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Medusa Goes to the Hair Salon

By Beatriz Seelaender

Medusa cannot look in the mirror to brush her serpentine locks

the best she can do is pay for the services of Phineus, the blind king of Thrace

or Arcadia depending on whom you ask, and frankly she’s not interested –

she has no interest in other people, even her pet snakes elicit little tenderness

she wishes she could get a haircut, the best she can hope for is a fix

maybe some hairspray.

Phineus is a fine hairstylist but terrible prophet, a total gossip,

blinded by Apollo for babbling about the future

– one would think he would have seen that coming –

no, the gods had to change the

Future yet again, they acted like it was such a hassle

Like showrunners changing the big plot twist after the fans have figured it out

Excuse me, Dr. Athena, PhD, don’t you think I’ve been stone for too long?

I’m putting in a petition: may I go back to my usual stone-cold bitch incarnation?

No stone unturned, request granted, but now she regretted it

The Future is all loose ends, murmurs Phineus, who could neither tell the future

or tell off the snakes, totally useless, a pair of scissors borrowed from the harpies, his eternal babysitters.

Now Medusa’s little ones love the harpies, they’re so very fun, so much better than mom, they treat them to pink lemonade in metal straws, Medusa nicknamed them the Herpes but it didn’t stick, since her rioting hair wanted to stick it to her instead: they hadn’t gotten over the whole statuesque episode. The bifurcating tongues – split ends, that’s all those are, fissures in the multiverse – hiss with displeasure, speaking some sisterly coded dialect the serpents had come up with to badmouth their mother:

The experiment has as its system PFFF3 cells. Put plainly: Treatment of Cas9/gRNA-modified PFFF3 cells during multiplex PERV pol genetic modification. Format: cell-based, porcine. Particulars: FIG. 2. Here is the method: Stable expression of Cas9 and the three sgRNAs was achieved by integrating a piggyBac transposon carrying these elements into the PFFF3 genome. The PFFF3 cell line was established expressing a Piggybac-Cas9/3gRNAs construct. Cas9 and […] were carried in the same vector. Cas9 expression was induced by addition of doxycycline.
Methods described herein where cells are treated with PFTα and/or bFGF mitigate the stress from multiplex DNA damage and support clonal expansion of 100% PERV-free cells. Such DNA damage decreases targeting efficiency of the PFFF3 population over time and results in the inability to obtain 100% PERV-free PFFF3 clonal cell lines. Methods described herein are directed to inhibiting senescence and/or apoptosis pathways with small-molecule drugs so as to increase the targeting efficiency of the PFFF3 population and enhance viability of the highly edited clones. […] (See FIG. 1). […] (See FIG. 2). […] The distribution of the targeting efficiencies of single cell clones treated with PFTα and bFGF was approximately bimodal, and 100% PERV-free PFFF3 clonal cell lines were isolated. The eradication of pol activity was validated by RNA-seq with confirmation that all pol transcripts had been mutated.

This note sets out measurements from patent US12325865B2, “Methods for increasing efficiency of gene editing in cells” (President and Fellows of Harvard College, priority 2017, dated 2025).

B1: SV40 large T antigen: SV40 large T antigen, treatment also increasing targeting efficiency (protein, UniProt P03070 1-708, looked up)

all they have done since the quandary is disobey her in front of company:

they have it in their heads they could not trust her,

and all they do is hiss all day long, rebellious teenagers choosing violence

every day a different hairbrush, strangled or mangled in their stomachs,

like a boa constrictor swallows a bull

the bastards would swallow the combs,

not even the Midas shampoo got them to settle, all it did was made them glitter

(the bottle did say King Midas was not responsible

for adverse effects on hair otherwise cursed

but she still sued him and said that he’d lost his Midas touch)

The anarchist snakes are in such disarray

they spit out most of their meals, convinced there’s hair conditioner mixed in

Medusa sighs, she tells Phineus there’s no use:

Wait it out until the idiots tie themselves into knots

and come back crying and begging for mother’s help


Beatriz Seelaender is a Brazilian author from São Paulo. Her fiction has appeared in Cagibi, AZURE, Psychopomp, among many others, and essays can be found at websites such as The Collapsar and Guesthouse. Her novellas have earned her both the Sandy Run and the Bottom Drawer Prizes. Seelaender’s poetry has been published by Inflections Magazine, VERSION [9], etc. “Canon Familiaris”, a chapbook in which she turns canonical poems into poems about her shih tzu, Uli, will be released by Really Serious Literature in 2023.


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